Fresh water releases from basin runoff through local canals C-23, C-24, and C-44 as well as  polluted fresh water from releases from Lake Okeechobee through C-44, cover near shore reefs off of Stuart and Jupiter Island. (Photo MC archives,  2011.)

The concept that fresh water is a “pollutant” is sometimes confusing as we typically associate pollution with heavy metals, nutrients like phosphorus and nitrogen from fertilizer, and muck accumulation, on the bottom of the river, from sediments running off of lands, through canals. Believe it or not, too much fresh water is just as polluting and has dire consequences for the St Lucie River/Indian River Lagoon.

This is historically ironic as well, as when the Ais Indians lived in this area,  the St Lucie River was a large fresh water “stream.” Throughout history, most of the time, the “St Lucie,” was not connected to the ocean. The natural inlet at what was later called “Gilbert’s Bar” by the Spanish was  sometimes open, sometimes not, but never for too long, and the inlet opening was much smaller and shallower than today’s St Lucie Inlet.

Yes, we are going back,  before we go forward, but history is important to know!

The “St Lucie Inlet” was permanently opened by hand using shovels, in 1892, by local pioneers who wanted access to the ocean for trade and communication. They had no idea that by doing this they would create “the most bio-diverse estuary in North America.”

As the salt water came in and mixed with the fresh water of the St Lucie and the “fresher than today’s water” of the Indian River Lagoon, one ecosystem, a freshwater ecosystem was destroyed by the salt, and another was born.

Over time, more fish and critters entered the St Lucie/ Southern Indian River Lagoon than at any other time in known history. The forks of the St Lucie, north and especially north, remained more “fresh” as the salt water usually did not go up that high into those areas. Perfect! Salt and fresh water fishing! It was a unique situation and as mentioned in the day before yesterday’s blog, presidents and other famous people swarmed to the St Lucie for its amazing fishing during this era, and all enjoyed.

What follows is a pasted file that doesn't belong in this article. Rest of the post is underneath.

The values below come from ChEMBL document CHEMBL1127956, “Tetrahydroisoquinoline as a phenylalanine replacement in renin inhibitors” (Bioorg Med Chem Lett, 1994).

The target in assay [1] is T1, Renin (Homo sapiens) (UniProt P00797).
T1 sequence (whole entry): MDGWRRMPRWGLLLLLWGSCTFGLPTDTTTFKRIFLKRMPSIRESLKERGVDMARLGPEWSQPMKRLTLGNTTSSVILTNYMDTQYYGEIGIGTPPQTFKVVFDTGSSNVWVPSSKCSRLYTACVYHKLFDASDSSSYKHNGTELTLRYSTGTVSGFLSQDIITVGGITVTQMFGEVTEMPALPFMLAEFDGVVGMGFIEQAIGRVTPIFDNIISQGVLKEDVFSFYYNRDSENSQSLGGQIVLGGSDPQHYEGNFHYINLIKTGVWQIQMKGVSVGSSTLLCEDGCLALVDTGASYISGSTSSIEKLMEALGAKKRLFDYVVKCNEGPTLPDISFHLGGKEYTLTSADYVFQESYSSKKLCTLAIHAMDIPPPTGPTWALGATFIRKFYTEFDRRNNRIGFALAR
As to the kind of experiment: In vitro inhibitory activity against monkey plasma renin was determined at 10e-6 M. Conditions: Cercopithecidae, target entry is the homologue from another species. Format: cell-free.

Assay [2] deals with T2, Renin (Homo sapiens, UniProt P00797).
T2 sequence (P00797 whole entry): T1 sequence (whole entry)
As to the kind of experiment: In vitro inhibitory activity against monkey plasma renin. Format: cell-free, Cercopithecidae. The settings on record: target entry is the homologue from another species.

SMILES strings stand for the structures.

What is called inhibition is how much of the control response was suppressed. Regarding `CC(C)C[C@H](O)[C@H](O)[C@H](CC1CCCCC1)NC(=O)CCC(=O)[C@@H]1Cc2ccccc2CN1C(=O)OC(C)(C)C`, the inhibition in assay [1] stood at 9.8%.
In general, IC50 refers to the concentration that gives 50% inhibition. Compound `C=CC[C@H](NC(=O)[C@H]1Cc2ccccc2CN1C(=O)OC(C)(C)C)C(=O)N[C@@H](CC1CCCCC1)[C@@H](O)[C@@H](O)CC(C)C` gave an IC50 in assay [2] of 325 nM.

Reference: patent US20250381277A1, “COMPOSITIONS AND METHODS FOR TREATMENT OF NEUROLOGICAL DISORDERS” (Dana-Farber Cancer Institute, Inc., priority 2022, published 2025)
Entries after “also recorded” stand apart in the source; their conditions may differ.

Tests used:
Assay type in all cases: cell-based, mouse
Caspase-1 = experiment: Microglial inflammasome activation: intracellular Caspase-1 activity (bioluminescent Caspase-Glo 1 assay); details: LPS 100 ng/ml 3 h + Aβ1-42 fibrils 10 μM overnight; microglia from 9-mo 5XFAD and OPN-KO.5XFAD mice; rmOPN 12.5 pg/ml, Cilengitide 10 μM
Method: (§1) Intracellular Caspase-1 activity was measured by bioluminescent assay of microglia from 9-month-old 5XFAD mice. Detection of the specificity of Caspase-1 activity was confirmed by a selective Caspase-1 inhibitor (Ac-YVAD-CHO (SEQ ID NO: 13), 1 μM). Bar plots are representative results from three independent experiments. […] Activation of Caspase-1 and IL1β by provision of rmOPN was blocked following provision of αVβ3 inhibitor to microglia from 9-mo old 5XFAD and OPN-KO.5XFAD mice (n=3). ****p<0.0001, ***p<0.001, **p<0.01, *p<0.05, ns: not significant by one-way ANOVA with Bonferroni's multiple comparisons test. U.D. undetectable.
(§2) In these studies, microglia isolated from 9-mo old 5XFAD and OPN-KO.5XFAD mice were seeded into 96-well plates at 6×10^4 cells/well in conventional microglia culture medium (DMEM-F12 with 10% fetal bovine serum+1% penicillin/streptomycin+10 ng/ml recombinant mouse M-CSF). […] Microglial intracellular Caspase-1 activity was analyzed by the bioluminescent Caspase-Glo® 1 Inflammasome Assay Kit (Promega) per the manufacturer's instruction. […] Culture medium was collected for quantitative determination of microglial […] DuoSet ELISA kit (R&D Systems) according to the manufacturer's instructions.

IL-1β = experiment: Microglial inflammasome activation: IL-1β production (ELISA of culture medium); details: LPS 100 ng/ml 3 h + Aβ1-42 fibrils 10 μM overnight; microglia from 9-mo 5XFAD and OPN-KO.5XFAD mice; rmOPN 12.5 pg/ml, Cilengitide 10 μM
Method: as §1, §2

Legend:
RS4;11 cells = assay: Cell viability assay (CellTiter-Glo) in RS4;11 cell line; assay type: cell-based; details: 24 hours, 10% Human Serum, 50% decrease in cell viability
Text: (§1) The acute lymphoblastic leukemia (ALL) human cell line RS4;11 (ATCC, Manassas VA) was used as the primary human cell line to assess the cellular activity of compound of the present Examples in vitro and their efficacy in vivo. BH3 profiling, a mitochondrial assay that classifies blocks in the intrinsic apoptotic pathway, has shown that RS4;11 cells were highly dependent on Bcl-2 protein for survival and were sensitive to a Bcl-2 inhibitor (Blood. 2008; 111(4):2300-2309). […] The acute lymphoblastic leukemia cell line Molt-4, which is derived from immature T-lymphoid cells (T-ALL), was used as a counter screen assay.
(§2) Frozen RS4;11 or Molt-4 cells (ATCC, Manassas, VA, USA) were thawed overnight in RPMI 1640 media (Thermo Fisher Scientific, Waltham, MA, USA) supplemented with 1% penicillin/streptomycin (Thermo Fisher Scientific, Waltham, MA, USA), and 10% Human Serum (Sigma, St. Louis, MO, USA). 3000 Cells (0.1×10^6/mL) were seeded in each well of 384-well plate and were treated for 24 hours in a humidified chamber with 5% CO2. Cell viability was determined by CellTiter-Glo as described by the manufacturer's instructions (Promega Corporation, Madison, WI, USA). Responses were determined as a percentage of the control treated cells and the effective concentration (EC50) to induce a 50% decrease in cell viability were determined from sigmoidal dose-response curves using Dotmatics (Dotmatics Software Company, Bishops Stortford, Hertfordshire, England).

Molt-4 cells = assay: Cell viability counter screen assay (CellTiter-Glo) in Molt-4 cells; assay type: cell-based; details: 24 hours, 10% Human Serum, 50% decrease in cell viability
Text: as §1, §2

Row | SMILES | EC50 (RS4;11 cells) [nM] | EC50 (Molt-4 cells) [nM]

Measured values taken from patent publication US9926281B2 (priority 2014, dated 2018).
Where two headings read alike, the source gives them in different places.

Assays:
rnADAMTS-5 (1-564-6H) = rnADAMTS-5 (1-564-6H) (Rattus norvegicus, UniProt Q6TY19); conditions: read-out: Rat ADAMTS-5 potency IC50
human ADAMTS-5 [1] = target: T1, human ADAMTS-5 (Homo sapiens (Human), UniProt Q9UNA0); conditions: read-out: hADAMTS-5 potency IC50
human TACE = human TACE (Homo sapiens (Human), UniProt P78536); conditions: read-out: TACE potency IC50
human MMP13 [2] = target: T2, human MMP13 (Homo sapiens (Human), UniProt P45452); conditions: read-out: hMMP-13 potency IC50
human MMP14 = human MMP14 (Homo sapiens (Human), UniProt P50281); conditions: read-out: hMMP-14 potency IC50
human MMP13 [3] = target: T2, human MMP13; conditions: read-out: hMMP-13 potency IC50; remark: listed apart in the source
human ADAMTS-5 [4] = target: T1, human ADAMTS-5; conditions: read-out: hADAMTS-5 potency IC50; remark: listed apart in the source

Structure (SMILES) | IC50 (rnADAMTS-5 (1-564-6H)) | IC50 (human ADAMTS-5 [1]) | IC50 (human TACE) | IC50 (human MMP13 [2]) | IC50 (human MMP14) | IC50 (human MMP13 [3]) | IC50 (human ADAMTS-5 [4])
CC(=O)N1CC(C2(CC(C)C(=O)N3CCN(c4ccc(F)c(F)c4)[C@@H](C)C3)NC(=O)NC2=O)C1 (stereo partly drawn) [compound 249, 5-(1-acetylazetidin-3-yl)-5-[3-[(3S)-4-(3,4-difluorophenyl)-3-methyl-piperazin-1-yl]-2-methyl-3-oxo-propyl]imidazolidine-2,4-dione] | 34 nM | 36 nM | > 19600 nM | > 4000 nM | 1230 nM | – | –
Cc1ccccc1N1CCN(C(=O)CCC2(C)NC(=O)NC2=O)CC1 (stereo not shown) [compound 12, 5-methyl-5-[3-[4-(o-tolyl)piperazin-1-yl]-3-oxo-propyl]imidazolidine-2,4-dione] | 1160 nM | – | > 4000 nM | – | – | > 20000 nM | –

Then things changed. In the late 1920s and early 30s, due to flooding  of agricultural lands and bad hurricanes killing people living and working in the southern area surrounding the lake, the Army Corp built the C-44 canal from Lake Okeechobee to the south fork of the St Lucie River.  Then in the 50s and 60s they built canals C-23 and C-24 as part of the Central and South Florida Flood System, another “flood protection project.”  Although all of these drainage programs helped agriculture, especially the sugar industry south of the lake, and citrus, in mostly St Lucie and parts of Okeechobee counties, as well as greedy developers, it did not help the St Lucie River. In fact, these drainage canals have been slowly killing the St Lucie and Indian River Lagoon ever since.

How?

Through many things, but believe it or not, mostly through fresh water.

Once the estuary (St Lucie/IRL) became brackish, a mixture of fresh and salt water, this delicate balance was important to the fish, mammals and others critters that made the river/lagoon their home in this new found paradise.

Briefly, I will summarize some of the killer effects of fresh water on its residents:

1. Fish: When there is too much fresh water the fish get lesions. This is from a fungus that only can live and operate in a fresh environment. The name of the fungus is Aphanomyces invadans and its spores get into fish skin when temperatures are low and water is fresh causing horrible lesions. More lesions have been reported over time in the St Lucie River that any other site in Florida according to the FDEP report at the end of this blog. The worst outbreak was in 1998 after the ACOE had been releasing fresh water from Lake Okeechobee in the winter months due to heavy rains. Thousands of fisherman were reporting fish with lesions; it is well accepted in the literature of our state agencies that this outbreak was connected to the gigantic releases of fresh water from Lake O.

Striped mullet with lesions. St Lucie River, 1998. (Photo, DEP State of Florida.)
Striped mullet with lesions. St Lucie River, 1998. (Photo, DEP State of Florida.)

2. Bottle nosed dolphins: Dr Gregory Bossert formerly, of Harbor Branch, has done extensive research into lobo-mycosis, an awful skin disease, in dolphins of the SLR/IRL. The highest number of dolphins with lobo in the entire 156 mile Indian River Lagoon system from Jupiter to New Smyrna Beach, are in the Stuart to Sebastian area. Dr Bossert’s 2009-20014 “Application for a Scientific Research Permit” to NOAA states on page 59: